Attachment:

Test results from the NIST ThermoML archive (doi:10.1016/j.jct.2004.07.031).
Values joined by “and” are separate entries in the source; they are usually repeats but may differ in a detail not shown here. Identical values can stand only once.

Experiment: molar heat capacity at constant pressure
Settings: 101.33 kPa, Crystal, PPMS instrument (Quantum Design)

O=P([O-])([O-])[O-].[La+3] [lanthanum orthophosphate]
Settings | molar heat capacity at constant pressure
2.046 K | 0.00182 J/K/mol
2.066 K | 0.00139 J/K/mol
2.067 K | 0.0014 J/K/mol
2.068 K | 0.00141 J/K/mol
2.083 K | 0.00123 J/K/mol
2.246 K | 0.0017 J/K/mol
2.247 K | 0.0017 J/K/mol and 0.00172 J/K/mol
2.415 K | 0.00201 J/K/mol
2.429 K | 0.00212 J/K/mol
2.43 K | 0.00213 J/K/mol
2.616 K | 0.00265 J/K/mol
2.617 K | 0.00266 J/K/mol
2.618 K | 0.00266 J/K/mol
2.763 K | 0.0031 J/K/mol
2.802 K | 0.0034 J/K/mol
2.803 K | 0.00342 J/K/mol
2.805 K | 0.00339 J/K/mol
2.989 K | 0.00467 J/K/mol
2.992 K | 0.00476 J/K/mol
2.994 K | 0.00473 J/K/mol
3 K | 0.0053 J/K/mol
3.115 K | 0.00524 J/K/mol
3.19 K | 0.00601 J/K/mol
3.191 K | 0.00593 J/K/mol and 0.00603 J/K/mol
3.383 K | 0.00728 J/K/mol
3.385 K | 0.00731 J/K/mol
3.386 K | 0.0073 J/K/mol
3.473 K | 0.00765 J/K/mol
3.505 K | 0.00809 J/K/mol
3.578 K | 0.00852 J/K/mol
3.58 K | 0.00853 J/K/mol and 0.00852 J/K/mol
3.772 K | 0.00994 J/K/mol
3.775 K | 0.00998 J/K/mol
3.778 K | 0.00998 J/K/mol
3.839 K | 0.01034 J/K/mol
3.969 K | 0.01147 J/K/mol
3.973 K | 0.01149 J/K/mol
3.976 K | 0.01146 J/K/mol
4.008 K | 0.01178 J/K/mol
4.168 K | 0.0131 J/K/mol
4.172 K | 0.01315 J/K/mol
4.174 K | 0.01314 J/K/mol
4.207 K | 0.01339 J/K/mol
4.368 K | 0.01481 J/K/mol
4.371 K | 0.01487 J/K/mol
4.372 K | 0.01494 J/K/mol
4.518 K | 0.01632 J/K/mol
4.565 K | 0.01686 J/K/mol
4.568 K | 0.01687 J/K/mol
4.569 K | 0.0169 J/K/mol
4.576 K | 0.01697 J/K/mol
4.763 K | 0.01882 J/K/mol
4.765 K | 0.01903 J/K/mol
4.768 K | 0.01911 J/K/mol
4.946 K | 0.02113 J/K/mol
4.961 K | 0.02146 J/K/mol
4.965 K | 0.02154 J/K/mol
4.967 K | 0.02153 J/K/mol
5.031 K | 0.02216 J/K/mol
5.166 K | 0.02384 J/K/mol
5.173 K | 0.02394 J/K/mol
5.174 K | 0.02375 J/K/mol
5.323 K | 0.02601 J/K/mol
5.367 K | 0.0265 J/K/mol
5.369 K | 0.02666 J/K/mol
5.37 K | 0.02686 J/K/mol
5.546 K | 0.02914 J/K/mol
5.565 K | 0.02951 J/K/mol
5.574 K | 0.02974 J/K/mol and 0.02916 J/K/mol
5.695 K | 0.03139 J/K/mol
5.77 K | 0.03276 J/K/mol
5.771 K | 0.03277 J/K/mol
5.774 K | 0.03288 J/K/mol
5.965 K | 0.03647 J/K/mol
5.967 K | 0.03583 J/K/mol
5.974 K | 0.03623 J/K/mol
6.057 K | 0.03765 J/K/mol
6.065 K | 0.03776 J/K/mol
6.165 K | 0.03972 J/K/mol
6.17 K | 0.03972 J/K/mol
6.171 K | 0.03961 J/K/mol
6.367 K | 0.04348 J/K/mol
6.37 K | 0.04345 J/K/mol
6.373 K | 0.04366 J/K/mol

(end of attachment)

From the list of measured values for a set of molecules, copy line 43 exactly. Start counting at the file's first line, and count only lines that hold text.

3.973 K | 0.01149 J/K/mol